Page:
CLOVER — Churches and charitable groups that sell items or ask for donations on Clover streets will need to apply for a permit and follow safety rules under a new measure approved by the Town Council.
A divided council gave final approval last week to the measure, which requires organizations to apply for a permit with the Clover Police Department at least five days in advance of the solicitation date.
Council member Jay Dover, who proposed the measure, voted in favor of the regulation with council members Wes Spurrier, Todd Blanton and Granita Boyd. Voting against the measure were Mayor Donnie Grice and council members Debbie Littlejohn and Ann Harvey.
Dover said he suggested the measure — drafted by Town Manager Allison Harvey with Town Attorney Al Haselden — after watching people move among traffic as they try to collect donations.
“Seeing the folks that are doing the soliciting go back and forth in the roadway,” Dover said. “They do it on Saturday morning, and that’s a big time for folks out looking at yard sales and that kind of thing.”
Dover said the measure is “is being more proactive than reactive about the safety of the persons who are soliciting, as well as the drivers.” He noted the measure requires people who solicit or sell items to wear reflective vests and to have adult supervision for those younger than 16.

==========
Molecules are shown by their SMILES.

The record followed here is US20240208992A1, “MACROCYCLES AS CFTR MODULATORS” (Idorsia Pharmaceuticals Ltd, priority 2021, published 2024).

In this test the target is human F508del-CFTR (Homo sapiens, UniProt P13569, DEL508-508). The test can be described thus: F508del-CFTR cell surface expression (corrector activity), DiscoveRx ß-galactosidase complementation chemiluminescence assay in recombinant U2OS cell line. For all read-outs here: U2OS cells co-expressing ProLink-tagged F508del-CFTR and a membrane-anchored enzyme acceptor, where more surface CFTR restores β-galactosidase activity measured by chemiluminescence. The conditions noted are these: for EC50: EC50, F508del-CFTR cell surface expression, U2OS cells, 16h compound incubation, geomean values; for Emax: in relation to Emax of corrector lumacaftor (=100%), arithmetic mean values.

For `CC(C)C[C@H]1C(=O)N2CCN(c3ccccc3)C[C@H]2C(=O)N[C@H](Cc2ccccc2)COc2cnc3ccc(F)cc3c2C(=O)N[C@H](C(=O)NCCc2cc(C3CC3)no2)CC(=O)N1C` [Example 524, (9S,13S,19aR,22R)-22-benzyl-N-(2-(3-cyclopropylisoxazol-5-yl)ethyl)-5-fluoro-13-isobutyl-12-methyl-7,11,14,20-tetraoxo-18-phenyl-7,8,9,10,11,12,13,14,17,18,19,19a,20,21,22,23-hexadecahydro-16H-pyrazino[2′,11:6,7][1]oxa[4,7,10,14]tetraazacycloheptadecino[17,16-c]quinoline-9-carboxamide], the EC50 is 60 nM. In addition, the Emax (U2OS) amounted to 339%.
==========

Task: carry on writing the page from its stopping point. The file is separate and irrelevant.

Grice argued against the measure during the council’s February meeting, when it received an initial vote of approval. Grice said the measure would be difficult to enforce and is “a perfect example of government sticking its foot into something that they need to leave alone.”
Dover said he did some research and learned that the cities of Rock Hill and Gastonia, N.C., both have similar measures. He said some groups who solicit in Clover have come from Gastonia.
“A lot of folks are coming from North Carolina because Gastonia requires a permit there. And the folks are saying, hey, we can go to Clover and do it and no problem,” Dover said.
However, he noted that the new measure limits groups who conduct solicitation to those based in South Carolina “and the folks that are in our community can benefit from it.”
Allison Harvey said she expects the town would be a little more lenient about enforcing some of the measure’s requirements for a couple months to allow groups time to learn how to comply.
For example, she said the town might be more lenient at first about requiring that a permit must be obtained five days in advance. “We want to give people a chance to understand and come into compliance,” she said.
Harvey said she hasn’t heard any feedback from the community.
“A lot of people will learn about this ordinance after they show up in town with their 200 boxes of donuts to sell,” she said. “Those are the groups that we will try to work with to make sure they’re in compliance.”
Under the measure approved by the council, solicitations would only be allowed at two spots: Main, Bethel and Kings Mountain streets and Bethel, Clinton and Sumter streets.
The measure lists about a dozen requirements for permit holders, including that all participants be at least 16 years old or accompanied by an adult age 21 or older; that they all wear a high-visibility vest; and that solicitation only be allowed during daylight hours.
The proposal also stipulates that participants may only approach vehicles that are stopped; that they “not cause a distraction to motorists”; that they “not impede pedestrian traffic”; and that the organization must hold up at least one 4-foot-square sign at all times that displays the name of the group.
It also said the town is not responsible for any injury or damage that results.